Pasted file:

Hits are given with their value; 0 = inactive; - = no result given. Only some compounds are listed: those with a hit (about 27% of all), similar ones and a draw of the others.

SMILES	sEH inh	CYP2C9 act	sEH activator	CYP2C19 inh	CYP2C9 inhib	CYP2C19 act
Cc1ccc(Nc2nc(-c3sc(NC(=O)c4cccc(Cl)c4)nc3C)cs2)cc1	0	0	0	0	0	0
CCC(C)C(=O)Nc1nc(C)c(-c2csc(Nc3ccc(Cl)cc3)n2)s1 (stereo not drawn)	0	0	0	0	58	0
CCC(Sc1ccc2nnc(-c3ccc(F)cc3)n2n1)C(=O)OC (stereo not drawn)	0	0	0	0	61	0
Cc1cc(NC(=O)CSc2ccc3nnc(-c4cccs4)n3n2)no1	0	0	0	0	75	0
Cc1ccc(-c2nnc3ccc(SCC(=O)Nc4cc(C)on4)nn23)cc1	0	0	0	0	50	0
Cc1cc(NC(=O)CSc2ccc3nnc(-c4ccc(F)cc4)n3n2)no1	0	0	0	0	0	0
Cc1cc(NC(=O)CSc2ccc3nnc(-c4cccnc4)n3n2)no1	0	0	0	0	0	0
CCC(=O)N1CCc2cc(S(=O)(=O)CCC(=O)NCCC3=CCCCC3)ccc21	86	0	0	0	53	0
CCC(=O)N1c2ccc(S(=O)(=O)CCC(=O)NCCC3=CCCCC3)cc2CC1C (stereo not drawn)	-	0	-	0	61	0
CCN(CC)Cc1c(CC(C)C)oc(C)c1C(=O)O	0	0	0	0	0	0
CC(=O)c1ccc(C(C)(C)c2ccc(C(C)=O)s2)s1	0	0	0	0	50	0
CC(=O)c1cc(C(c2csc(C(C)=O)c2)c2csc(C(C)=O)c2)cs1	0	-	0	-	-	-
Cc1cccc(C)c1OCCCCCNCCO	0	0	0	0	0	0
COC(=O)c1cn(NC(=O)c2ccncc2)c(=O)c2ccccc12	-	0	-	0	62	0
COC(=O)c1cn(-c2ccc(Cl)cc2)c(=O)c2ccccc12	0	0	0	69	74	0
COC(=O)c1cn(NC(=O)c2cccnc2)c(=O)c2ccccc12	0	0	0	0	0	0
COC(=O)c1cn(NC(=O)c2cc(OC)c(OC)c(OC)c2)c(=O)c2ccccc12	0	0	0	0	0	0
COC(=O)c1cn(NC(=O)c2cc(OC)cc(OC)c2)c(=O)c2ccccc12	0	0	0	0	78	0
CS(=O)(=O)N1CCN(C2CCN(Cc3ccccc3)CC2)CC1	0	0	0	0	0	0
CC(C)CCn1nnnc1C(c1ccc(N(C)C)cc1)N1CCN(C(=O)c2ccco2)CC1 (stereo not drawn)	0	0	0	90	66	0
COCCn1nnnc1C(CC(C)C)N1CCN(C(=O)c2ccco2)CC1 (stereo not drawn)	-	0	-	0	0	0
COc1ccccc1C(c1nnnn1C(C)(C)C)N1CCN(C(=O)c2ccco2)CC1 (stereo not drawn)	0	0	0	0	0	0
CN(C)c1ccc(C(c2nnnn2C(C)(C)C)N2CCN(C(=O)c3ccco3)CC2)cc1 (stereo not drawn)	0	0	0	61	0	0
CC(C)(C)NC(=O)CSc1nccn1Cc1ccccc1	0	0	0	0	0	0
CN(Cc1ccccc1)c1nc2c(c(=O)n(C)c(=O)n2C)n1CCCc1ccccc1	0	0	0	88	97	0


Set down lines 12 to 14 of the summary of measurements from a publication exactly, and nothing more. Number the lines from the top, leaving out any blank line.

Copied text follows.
CCN(CC)Cc1c(CC(C)C)oc(C)c1C(=O)O	0	0	0	0	0	0
CC(=O)c1ccc(C(C)(C)c2ccc(C(C)=O)s2)s1	0	0	0	0	50	0
CC(=O)c1cc(C(c2csc(C(C)=O)c2)c2csc(C(C)=O)c2)cs1	0	-	0	-	-	-